But the place also endured an exceptionally dark time. While known as the Sonoma State Home, under the administration of Superintendent Fred O. Butler, residents were subjected to medical procedures and experiments based in eugenics, an ugly, bigoted field of study founded on the idea that the human race could be “improved” through selective breeding. More than 5,500 people were sterilized over four decades at the home, before the practice ended in 1952 and was outlawed in 1979.

In the latter part of the twentieth century, the institution pivoted back to its roots. Redubbed a developmental center, the focus was on ensuring individuals with developmental disabilities received the care, education, and attention they needed to thrive. By the 1960s, the SDC housed more than 3,000 clients and employed more than 1,000 caregivers and support staff. Remember these numbers: They come back into play later in the story.

The Lanterman Act and final disposition

Institutional care of people living with developmental disabilities began to fall out of favor in the late twentieth century. Closure of all California’s developmental centers emanates from what’s known as the Lanterman Act, legislation passed in the 1960s that called for an end to “involuntary detention of all but the most gravely mentally ill” in institutions. For better or worse, centers across the state shut down, and residents moved into home settings.

What happened to those closed facilities, with their historic buildings, their cemeteries, their surrounding open spaces? They were deemed surplus properties and transferred from the state’s Department of Developmental Services (DDS) to the Department of General Services (DGS), which handled their final “disposition.” Some, like Stockton, Lanterman, and Camarillo developmental centers, became university campuses. The Mendocino State Hospital became a Buddhist monastery. DeWitt State Hospital was repurposed as a government center for Placer County. Agnews Developmental Center in San Jose was sold to tech giants. None of these transitions was without controversy, but there was no accommodation in the DGS process for redevelopment to be community driven. These were real estate deals, and DGS’s mandate was to make the sales.

By the time closure and final disposition for the SDC property rolled around, it was clear something different had to happen here. The future of the property, so intensely integrated in the fabric of Sonoma Valley, had sparked the grassroots, an engaged and vocal constituency who understood a word that has, over the years, become hackneyed: community. The SDC was community, both in and of itself and also within a greater context that included, most intimately, Glen Ellen, and more broadly the Sonoma Valley and Sonoma County at large.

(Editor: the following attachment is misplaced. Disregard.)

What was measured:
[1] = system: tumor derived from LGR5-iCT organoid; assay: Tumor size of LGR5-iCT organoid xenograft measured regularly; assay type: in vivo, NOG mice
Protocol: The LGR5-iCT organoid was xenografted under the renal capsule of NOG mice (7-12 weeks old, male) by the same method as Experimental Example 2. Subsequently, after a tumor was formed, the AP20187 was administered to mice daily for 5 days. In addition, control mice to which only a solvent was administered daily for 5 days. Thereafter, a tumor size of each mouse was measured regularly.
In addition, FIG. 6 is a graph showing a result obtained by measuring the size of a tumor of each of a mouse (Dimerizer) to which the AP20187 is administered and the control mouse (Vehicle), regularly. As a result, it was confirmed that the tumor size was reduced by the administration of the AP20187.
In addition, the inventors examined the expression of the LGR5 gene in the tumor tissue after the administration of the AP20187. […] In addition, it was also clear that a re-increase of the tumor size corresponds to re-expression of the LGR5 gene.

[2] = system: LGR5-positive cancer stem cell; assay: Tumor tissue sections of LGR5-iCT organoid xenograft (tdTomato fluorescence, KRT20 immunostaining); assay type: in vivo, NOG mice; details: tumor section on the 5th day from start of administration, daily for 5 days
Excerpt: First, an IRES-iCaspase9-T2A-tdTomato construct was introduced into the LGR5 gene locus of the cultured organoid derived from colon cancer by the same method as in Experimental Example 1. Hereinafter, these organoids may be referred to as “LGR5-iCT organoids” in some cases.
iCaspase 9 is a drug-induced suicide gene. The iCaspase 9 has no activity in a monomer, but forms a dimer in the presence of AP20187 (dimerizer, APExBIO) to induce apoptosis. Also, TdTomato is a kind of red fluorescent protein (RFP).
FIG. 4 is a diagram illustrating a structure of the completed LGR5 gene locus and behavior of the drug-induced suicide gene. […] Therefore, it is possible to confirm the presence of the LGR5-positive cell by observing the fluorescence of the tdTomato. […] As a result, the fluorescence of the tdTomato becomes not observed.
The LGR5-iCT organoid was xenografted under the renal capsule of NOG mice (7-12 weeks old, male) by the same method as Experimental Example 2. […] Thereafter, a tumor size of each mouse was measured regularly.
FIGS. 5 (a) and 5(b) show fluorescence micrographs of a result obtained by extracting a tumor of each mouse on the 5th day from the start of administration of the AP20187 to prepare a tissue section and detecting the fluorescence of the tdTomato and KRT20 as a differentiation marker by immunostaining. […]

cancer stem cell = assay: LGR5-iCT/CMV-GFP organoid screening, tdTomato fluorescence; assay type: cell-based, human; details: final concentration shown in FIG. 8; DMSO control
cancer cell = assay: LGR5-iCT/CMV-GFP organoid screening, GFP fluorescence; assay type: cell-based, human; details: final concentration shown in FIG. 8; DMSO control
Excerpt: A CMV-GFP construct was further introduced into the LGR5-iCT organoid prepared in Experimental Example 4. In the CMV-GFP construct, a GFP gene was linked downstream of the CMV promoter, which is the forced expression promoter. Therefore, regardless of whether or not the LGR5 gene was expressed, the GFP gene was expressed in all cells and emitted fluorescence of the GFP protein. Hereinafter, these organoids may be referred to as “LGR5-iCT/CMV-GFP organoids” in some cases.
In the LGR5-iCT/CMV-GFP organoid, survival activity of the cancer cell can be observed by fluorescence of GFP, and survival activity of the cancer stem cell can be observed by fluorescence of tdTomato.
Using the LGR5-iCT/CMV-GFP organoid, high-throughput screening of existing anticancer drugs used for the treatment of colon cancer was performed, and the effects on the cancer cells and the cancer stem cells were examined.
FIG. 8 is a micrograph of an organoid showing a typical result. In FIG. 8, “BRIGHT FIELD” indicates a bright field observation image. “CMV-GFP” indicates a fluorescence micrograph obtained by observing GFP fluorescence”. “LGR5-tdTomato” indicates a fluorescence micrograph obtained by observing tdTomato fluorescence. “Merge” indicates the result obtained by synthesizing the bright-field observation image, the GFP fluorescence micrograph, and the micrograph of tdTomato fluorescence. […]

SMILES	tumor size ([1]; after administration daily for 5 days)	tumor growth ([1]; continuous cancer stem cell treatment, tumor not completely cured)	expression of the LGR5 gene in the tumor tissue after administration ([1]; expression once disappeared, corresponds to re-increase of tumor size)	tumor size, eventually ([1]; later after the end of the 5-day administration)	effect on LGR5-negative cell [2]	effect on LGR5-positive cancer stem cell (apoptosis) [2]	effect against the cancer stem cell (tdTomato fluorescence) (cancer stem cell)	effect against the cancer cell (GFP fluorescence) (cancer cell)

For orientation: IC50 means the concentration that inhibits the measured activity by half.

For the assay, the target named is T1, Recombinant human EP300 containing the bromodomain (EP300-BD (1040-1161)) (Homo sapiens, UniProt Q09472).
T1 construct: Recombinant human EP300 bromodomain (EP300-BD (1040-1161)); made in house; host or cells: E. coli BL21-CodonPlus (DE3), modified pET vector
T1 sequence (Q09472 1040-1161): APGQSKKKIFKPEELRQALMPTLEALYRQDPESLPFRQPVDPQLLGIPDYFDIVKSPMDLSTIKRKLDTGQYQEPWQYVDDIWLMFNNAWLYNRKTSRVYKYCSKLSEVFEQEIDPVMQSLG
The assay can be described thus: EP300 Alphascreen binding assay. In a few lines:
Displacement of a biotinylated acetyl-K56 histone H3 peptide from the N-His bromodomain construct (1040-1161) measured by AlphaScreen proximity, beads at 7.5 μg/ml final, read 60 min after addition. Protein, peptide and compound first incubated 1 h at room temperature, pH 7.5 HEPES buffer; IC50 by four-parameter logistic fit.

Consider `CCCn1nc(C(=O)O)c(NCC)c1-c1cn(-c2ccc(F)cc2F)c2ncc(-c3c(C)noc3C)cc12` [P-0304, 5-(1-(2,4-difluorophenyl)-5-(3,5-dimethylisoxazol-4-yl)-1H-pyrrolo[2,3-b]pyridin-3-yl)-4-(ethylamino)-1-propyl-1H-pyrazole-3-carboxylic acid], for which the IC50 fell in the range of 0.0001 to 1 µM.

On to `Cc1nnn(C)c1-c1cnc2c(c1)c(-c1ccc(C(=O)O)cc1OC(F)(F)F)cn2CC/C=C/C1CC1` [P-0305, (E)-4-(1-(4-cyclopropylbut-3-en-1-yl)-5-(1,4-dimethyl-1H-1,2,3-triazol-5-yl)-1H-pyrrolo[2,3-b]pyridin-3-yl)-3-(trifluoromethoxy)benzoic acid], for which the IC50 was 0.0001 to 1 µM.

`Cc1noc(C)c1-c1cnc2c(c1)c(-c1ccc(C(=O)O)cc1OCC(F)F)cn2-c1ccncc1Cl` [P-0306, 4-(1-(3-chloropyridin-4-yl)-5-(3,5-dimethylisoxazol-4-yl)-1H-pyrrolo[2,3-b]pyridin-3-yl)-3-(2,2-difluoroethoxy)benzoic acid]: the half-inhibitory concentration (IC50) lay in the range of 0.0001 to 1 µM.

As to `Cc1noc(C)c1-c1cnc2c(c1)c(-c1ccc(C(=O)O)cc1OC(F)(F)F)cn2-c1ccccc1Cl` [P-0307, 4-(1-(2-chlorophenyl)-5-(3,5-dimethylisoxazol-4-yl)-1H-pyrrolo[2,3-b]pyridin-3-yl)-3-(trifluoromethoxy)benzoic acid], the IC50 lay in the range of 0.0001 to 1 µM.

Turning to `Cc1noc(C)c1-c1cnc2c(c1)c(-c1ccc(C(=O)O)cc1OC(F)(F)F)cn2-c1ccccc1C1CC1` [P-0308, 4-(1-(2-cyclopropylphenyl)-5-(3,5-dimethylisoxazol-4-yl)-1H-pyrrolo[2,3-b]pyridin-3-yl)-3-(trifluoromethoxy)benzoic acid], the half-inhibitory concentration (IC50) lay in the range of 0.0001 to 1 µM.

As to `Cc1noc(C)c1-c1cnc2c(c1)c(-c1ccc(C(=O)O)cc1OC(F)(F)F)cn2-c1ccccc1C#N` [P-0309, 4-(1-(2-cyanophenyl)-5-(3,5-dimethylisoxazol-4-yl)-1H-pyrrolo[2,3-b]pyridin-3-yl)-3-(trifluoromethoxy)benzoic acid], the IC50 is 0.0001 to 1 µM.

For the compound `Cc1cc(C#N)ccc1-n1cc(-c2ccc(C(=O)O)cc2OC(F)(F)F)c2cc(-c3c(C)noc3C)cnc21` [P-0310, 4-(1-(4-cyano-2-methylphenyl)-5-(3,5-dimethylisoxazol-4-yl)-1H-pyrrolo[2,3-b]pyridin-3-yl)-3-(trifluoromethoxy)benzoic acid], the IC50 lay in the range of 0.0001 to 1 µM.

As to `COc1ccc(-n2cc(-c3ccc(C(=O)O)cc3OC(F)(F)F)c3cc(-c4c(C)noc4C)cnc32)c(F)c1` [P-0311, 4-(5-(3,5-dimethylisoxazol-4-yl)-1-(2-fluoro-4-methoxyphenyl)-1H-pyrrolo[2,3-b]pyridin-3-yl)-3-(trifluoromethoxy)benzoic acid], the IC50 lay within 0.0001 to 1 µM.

The grassroots and the vision

In 2012, under the guidance of Sonoma County First District Supervisor Susan Gorin, the SDC Coalition came together. Composed of representatives from a plethora of groups interested in the fate of the SDC post-shutdown — law enforcement and fire officials, county planners, elected officials, representatives from environmental groups, advocates for people living with developmental disabilities, experts on local history, and more — the coalition was the initial touchstone for what would be touted as a firstof- its-kind community-driven process to determine the fate of a stateowned developmental center.

In 2015, the coalition hosted a meeting aimed at distilling a community vision for the future of the SDC. Hundreds of people offered input — and hundreds of people showed up again, in subsequent years, at community meetings at Dunbar Elementary School in Glen Ellen and Hanna Boys Center, to fine-tune and elaborate on that vision.

The fundamental elements articulated in those meetings, which have been reiterated again and again, most recently in a letter from the North Sonoma Valley Municipal Advisory Council (NSV MAC) that garnered more than 1,900 supporters (individuals, organizations, and political entities), include:

– Preservation of the property’s wildlands in the public trust in perpetuity. The SDC open space on both sides of Arnold Drive shares borders with state and regional parkland, and there is overwhelming support for ensuring its transfer to those agencies sooner rather than later. This includes preservation of the Sonoma Valley Wildlife Corridor and setbacks along creeks and streams to ensure their ongoing health.

– Ensuring redevelopment of the campus is appropriately scaled. Stakeholders agree homes should be built on the site, but the number (the NSV MAC letter suggested no more than 450) should be scaled so that the rural character of the region is maintained. Stakeholders also agree that as many homes as possible (ideally, all) should be affordable for essential workers like teachers, medical professionals, firefighters, and hospitality workers, who are currently priced out of the market. Redevelopment should also employ adaptive reuse of existing structures on the campus, be energy efficient, and not contribute to climate change.